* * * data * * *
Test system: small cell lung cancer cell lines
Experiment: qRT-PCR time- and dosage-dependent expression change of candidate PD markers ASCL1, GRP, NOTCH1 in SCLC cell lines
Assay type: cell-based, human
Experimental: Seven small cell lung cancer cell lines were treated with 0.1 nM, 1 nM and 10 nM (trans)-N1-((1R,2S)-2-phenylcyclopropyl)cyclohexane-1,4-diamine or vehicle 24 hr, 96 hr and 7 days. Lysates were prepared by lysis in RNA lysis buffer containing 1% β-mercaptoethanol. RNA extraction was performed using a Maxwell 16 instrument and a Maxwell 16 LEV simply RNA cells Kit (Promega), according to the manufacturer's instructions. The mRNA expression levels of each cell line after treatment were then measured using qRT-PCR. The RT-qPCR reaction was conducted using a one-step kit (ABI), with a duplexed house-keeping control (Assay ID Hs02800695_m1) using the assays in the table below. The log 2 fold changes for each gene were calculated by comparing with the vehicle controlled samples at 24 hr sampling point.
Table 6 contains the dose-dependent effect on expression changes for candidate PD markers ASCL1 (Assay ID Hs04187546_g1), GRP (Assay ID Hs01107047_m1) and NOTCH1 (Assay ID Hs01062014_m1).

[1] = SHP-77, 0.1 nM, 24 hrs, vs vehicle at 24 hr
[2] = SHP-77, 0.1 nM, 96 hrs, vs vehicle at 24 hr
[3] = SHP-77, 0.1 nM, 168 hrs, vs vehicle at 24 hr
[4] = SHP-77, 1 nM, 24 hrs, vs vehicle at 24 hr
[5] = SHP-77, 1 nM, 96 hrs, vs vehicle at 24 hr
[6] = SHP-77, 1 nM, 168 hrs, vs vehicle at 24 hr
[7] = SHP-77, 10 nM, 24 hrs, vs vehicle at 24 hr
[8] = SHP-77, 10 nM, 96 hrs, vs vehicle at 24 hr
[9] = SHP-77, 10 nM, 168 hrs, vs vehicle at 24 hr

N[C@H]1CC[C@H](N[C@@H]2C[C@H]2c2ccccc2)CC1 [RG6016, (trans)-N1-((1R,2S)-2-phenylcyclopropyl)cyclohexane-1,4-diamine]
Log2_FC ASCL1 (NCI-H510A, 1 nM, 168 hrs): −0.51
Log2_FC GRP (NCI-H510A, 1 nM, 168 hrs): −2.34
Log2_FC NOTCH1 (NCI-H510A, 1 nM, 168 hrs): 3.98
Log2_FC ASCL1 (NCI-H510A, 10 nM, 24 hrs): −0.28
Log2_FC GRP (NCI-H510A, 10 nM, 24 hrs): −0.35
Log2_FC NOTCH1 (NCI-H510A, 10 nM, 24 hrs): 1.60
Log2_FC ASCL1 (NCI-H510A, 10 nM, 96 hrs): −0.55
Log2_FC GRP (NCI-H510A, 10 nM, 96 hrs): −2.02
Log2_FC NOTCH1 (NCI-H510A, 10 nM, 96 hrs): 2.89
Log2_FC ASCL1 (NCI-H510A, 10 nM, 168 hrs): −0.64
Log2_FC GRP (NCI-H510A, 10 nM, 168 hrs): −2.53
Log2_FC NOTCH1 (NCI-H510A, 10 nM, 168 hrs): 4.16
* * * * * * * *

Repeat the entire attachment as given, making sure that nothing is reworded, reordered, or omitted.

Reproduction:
Test system: small cell lung cancer cell lines
Experiment: qRT-PCR time- and dosage-dependent expression change of candidate PD markers ASCL1, GRP, NOTCH1 in SCLC cell lines
Assay type: cell-based, human
Experimental: Seven small cell lung cancer cell lines were treated with 0.1 nM, 1 nM and 10 nM (trans)-N1-((1R,2S)-2-phenylcyclopropyl)cyclohexane-1,4-diamine or vehicle 24 hr, 96 hr and 7 days. Lysates were prepared by lysis in RNA lysis buffer containing 1% β-mercaptoethanol. RNA extraction was performed using a Maxwell 16 instrument and a Maxwell 16 LEV simply RNA cells Kit (Promega), according to the manufacturer's instructions. The mRNA expression levels of each cell line after treatment were then measured using qRT-PCR. The RT-qPCR reaction was conducted using a one-step kit (ABI), with a duplexed house-keeping control (Assay ID Hs02800695_m1) using the assays in the table below. The log 2 fold changes for each gene were calculated by comparing with the vehicle controlled samples at 24 hr sampling point.
Table 6 contains the dose-dependent effect on expression changes for candidate PD markers ASCL1 (Assay ID Hs04187546_g1), GRP (Assay ID Hs01107047_m1) and NOTCH1 (Assay ID Hs01062014_m1).

[1] = SHP-77, 0.1 nM, 24 hrs, vs vehicle at 24 hr
[2] = SHP-77, 0.1 nM, 96 hrs, vs vehicle at 24 hr
[3] = SHP-77, 0.1 nM, 168 hrs, vs vehicle at 24 hr
[4] = SHP-77, 1 nM, 24 hrs, vs vehicle at 24 hr
[5] = SHP-77, 1 nM, 96 hrs, vs vehicle at 24 hr
[6] = SHP-77, 1 nM, 168 hrs, vs vehicle at 24 hr
[7] = SHP-77, 10 nM, 24 hrs, vs vehicle at 24 hr
[8] = SHP-77, 10 nM, 96 hrs, vs vehicle at 24 hr
[9] = SHP-77, 10 nM, 168 hrs, vs vehicle at 24 hr

N[C@H]1CC[C@H](N[C@@H]2C[C@H]2c2ccccc2)CC1 [RG6016, (trans)-N1-((1R,2S)-2-phenylcyclopropyl)cyclohexane-1,4-diamine]
Log2_FC ASCL1 (NCI-H510A, 1 nM, 168 hrs): −0.51
Log2_FC GRP (NCI-H510A, 1 nM, 168 hrs): −2.34
Log2_FC NOTCH1 (NCI-H510A, 1 nM, 168 hrs): 3.98
Log2_FC ASCL1 (NCI-H510A, 10 nM, 24 hrs): −0.28
Log2_FC GRP (NCI-H510A, 10 nM, 24 hrs): −0.35
Log2_FC NOTCH1 (NCI-H510A, 10 nM, 24 hrs): 1.60
Log2_FC ASCL1 (NCI-H510A, 10 nM, 96 hrs): −0.55
Log2_FC GRP (NCI-H510A, 10 nM, 96 hrs): −2.02
Log2_FC NOTCH1 (NCI-H510A, 10 nM, 96 hrs): 2.89
Log2_FC ASCL1 (NCI-H510A, 10 nM, 168 hrs): −0.64
Log2_FC GRP (NCI-H510A, 10 nM, 168 hrs): −2.53
Log2_FC NOTCH1 (NCI-H510A, 10 nM, 168 hrs): 4.16